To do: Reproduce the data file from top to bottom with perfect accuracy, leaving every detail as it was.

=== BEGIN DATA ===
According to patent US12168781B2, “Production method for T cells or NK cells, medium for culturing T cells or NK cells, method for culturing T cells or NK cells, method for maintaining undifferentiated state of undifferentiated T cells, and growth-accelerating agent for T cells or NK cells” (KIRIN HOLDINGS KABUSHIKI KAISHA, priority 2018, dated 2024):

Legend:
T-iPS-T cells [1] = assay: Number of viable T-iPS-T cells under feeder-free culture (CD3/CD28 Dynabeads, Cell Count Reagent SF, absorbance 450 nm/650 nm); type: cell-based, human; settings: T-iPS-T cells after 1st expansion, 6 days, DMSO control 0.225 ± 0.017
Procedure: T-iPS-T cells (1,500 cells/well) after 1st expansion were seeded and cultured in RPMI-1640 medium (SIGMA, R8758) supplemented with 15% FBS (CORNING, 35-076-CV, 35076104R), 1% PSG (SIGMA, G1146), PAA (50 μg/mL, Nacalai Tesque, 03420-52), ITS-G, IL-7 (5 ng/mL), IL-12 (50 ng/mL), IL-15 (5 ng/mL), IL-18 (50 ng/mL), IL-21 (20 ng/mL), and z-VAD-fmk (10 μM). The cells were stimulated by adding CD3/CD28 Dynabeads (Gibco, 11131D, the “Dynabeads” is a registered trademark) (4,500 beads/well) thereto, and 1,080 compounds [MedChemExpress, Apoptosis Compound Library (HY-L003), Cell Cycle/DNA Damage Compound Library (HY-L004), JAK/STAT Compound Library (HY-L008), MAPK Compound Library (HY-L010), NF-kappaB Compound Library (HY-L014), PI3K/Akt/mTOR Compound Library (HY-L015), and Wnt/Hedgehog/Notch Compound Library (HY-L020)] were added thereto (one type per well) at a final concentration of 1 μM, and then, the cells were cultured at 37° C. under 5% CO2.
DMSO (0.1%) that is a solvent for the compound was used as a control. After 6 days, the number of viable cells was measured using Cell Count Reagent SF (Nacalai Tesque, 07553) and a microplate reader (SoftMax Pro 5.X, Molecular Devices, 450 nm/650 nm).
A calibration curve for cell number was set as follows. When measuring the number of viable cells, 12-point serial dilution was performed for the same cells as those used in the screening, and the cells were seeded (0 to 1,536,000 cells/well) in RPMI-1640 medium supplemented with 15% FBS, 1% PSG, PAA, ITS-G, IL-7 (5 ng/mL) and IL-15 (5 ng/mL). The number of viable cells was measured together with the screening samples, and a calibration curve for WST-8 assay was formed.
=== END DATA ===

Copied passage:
According to patent US12168781B2, “Production method for T cells or NK cells, medium for culturing T cells or NK cells, method for culturing T cells or NK cells, method for maintaining undifferentiated state of undifferentiated T cells, and growth-accelerating agent for T cells or NK cells” (KIRIN HOLDINGS KABUSHIKI KAISHA, priority 2018, dated 2024):

Legend:
T-iPS-T cells [1] = assay: Number of viable T-iPS-T cells under feeder-free culture (CD3/CD28 Dynabeads, Cell Count Reagent SF, absorbance 450 nm/650 nm); type: cell-based, human; settings: T-iPS-T cells after 1st expansion, 6 days, DMSO control 0.225 ± 0.017
Procedure: T-iPS-T cells (1,500 cells/well) after 1st expansion were seeded and cultured in RPMI-1640 medium (SIGMA, R8758) supplemented with 15% FBS (CORNING, 35-076-CV, 35076104R), 1% PSG (SIGMA, G1146), PAA (50 μg/mL, Nacalai Tesque, 03420-52), ITS-G, IL-7 (5 ng/mL), IL-12 (50 ng/mL), IL-15 (5 ng/mL), IL-18 (50 ng/mL), IL-21 (20 ng/mL), and z-VAD-fmk (10 μM). The cells were stimulated by adding CD3/CD28 Dynabeads (Gibco, 11131D, the “Dynabeads” is a registered trademark) (4,500 beads/well) thereto, and 1,080 compounds [MedChemExpress, Apoptosis Compound Library (HY-L003), Cell Cycle/DNA Damage Compound Library (HY-L004), JAK/STAT Compound Library (HY-L008), MAPK Compound Library (HY-L010), NF-kappaB Compound Library (HY-L014), PI3K/Akt/mTOR Compound Library (HY-L015), and Wnt/Hedgehog/Notch Compound Library (HY-L020)] were added thereto (one type per well) at a final concentration of 1 μM, and then, the cells were cultured at 37° C. under 5% CO2.
DMSO (0.1%) that is a solvent for the compound was used as a control. After 6 days, the number of viable cells was measured using Cell Count Reagent SF (Nacalai Tesque, 07553) and a microplate reader (SoftMax Pro 5.X, Molecular Devices, 450 nm/650 nm).
A calibration curve for cell number was set as follows. When measuring the number of viable cells, 12-point serial dilution was performed for the same cells as those used in the screening, and the cells were seeded (0 to 1,536,000 cells/well) in RPMI-1640 medium supplemented with 15% FBS, 1% PSG, PAA, ITS-G, IL-7 (5 ng/mL) and IL-15 (5 ng/mL). The number of viable cells was measured together with the screening samples, and a calibration curve for WST-8 assay was formed.